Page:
Wednesday, May 19, 2010

Nor'eastern Playwrights' Showcase - Vermont ART

Last week I was privileged to take part in the Nor’eastern Playwrights’ Showcase at the Vermont Actors’ Repertory Theatre in Rutland, Vermont. As any playwright can tell you, work-shopping a script directly with the input of the director and actors is an enormously beneficial and inspiring experience. We writers have a tendency to hole ourselves up in our caves too much. The creative and emotional stimulation of an experience like this is enough to make an introvert like me weep with the relief of an exile suddenly stumbling upon her lost tribe.

The intensive rehearsals were held Thursday and Friday, and the show was put on at the Paramount Theatre Brick Box in Rutland on Friday and Saturday. Along with my one-act play, “In Memory of Trixie Gazelle”, two other one-act plays were produced. These were “The Bad Habit” (soon to be published by Original Works Publishing) by Constance Humphrey Egan, and “The Revision” by Alan L. Steinberg. I was very impressed by the other two plays and so was the audience.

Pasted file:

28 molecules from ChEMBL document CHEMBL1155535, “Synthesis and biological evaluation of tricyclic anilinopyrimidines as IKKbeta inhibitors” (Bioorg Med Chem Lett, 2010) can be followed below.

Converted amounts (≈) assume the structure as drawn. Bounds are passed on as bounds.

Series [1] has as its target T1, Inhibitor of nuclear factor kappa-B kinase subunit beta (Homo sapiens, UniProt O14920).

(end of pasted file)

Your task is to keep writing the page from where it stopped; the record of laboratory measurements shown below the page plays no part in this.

I’d like to thank ART’s producing directors for this opportunity: Ilene Blackman, Sandra Gartner, and Peter Marsh, and especially the director of my play, Bonnie Pritchard, whose insight was very important and truly helpful to me.

I’d like to acknowledge the cast, who were so kind, and so terrifically funny: Winnie Denis, Wheaton Squier, John Papais, Sandy Gartner, Tom Smith, and Laura Steere.

The Holiday Inn Rutland/Killington provided complimentary accommodations for the out-of-town playwrights, and many thanks to the staff and management for their support of the Vermont Actors' Repertory Theatre.

Thanks also to the audience, not only for their warm reception and their participation in the question-and-answer part of the evening, but just for risking a dime on something new and unknown. That’s a pretty brave thing these days.

If you happen to stumble upon an ad for some new play, musical, or one-acts at a theater, or community center, or barn in your hometown this summer, you might want to take a chance on something new and unknown, too. You and me, we need to climb out of our comfort zones once in a while. You never know. You might find your lost tribe.

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